Culture is not couture

It’s time to take appropriation seriously.

Tooba Naveed, Reporter

Culture appropriation exists in various instances. There is a vast difference between appropriation and appreciation that students must know and understand in order to refrain from undermining the history and significance behind certain cultural aspects.

Appropriation is a form of marginalization that encourages erasure. It blurs the lines of unique cultures and makes it seem as if traditions can be exploited by whoever and whenever. A minority’s culture is not something to be trivialized and utilized as a fashion statement or for its aesthetic appeal.

“Appropriation occurs when a style leads to racist generalizations but is deemed cool or funny when the privileged take it for themselves,” Amandla Stenberg, a young African-American actress said. “It occurs when the appropriator is not aware of the deep significance of the culture they are partaking in.”

Ever since the beginning of American history, Native Americans have been killed, raped and forced off of their own home land because Europeans migrating here deemed them as savages. Today, their culture is regarded as trendy. Native American headdresses are an especially sensitive artifact that are appropriated carelessly in the fashion industry today. Actual Natives have spoken on the issue, stating that a headdress is something that is earned through selflessness and leadership. It’s a spiritual garb that belittles what elders have spent a lifetime to earn when non-Natives, especially those who care for nothing but it’s visual appeal, wear it. Likewise, African Americans had been enslaved for centuries, then segregated against for decades after. Today, black women have reportedly stated that they worry their natural hair may be a factor in preventing them from getting jobs, or having the same polite and professional impact during interviews that they would have if their hair was a bit more Eurocentric. Meanwhile, dreads, Afros, and baby hair have been seen as “high fashion” when white celebrities such as Kylie Jenner and Miley Cyrus sport them.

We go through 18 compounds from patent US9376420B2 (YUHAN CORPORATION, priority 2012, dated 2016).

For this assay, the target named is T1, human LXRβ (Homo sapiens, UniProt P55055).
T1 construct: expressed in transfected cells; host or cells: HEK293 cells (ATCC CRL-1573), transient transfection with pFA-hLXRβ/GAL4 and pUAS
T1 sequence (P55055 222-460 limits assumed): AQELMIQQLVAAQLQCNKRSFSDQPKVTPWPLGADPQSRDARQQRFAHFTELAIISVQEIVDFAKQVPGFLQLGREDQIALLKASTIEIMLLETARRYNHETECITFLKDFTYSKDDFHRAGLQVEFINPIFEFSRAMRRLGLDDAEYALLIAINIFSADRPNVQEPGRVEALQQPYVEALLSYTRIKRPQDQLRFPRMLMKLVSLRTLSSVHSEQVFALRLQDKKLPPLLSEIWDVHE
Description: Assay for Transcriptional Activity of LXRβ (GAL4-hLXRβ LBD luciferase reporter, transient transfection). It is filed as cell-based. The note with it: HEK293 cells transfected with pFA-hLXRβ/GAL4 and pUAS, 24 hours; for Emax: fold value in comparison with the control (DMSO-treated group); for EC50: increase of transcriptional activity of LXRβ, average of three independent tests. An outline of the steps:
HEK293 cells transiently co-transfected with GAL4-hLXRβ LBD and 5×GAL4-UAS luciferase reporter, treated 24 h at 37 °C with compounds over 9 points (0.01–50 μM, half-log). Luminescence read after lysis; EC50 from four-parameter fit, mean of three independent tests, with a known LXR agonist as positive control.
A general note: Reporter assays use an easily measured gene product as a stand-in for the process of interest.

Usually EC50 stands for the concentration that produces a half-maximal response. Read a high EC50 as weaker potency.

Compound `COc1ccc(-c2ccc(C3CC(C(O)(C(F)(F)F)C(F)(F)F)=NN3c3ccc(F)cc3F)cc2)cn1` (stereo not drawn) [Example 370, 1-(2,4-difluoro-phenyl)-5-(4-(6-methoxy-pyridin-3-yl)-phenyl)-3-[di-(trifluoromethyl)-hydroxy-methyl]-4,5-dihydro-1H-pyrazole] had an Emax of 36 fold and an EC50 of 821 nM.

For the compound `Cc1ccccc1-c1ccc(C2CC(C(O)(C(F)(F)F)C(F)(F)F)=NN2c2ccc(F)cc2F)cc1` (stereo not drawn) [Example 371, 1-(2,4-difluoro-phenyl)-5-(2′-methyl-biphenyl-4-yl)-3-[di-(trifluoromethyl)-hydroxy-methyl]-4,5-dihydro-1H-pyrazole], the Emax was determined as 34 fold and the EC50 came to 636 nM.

What if America loved black people as much as black culture?”

— Amandla Stenberg

Many may argue that some of these situations can be noted as “appreciation” rather than exploitation, but these double standards are deeply embedded into our society. To some people, wearing Native headdresses and bindis seems like a form of honoring a culture and appreciating the beauty of it, but in reality it isn’t. If you truly and genuinely cared about a culture or tradition, you would make the attempt to learn more about it. And even then, there are hundreds of ways to show appreciation for a culture without directly taking part in it. The difference between appreciation and appropriation depends greatly on the intention. If someone who studied a culture for years and lived in an environment where that culture was heavily practiced, them taking part in it would be a form of appreciation for all that they’ve learned and obtained over the years. Take for example a person who is not of South Asian, African, or Middle Eastern descent being invited to the wedding of a close family friend who just so happens to be from Pakistan. It would almost be impolite to not wear ethnic clothing at such a cultured event. In an instance like this, wearing traditional Pakistani clothing and maybe even getting your henna done would be showing appreciation and paying respect to the cultural event you are being invited to.

Culture appropriation is something we have subconsciously become accustomed to doing. However, there is a simple solution to the way we can discontinue this ignorant practice: before you put on that head piece, before you ask that white girl who ordered her henna off of eBay to do a tattoo on you, before you apply that sugar skull makeup, ask yourself, is what you’re doing minimizing the cultural importance behind that tradition? Are you erasing its impact and uniqueness by using it to make a fashion statement? If so, then let it go. The world doesn’t depend on you looking cute by taking traditional pieces from a culture and using it for fashion. There are a million other non-offensive alternatives to take that don’t create a fictional, stereotypical and Westernized version of a distinct piece of culture or tradition.

Imagine living in a childhood where your culture is shamed, teased and ridiculed. Then years later, people finally realize the beauty and fascination of it, and decide to take it for themselves. You take all the shiny parts of a culture, leaving behind all the hardships the people of that background endure when they try to embrace their own ethnicity. Materializing a culture that might mean a great deal to someone is a form of ignorance and prejudice. Whatever your view on culture appropriation may be, paying respect to the people who tell you it’s wrong and avoiding it is key to maintaining a sense of admiration.

Do you think culture appropriation is an issue?

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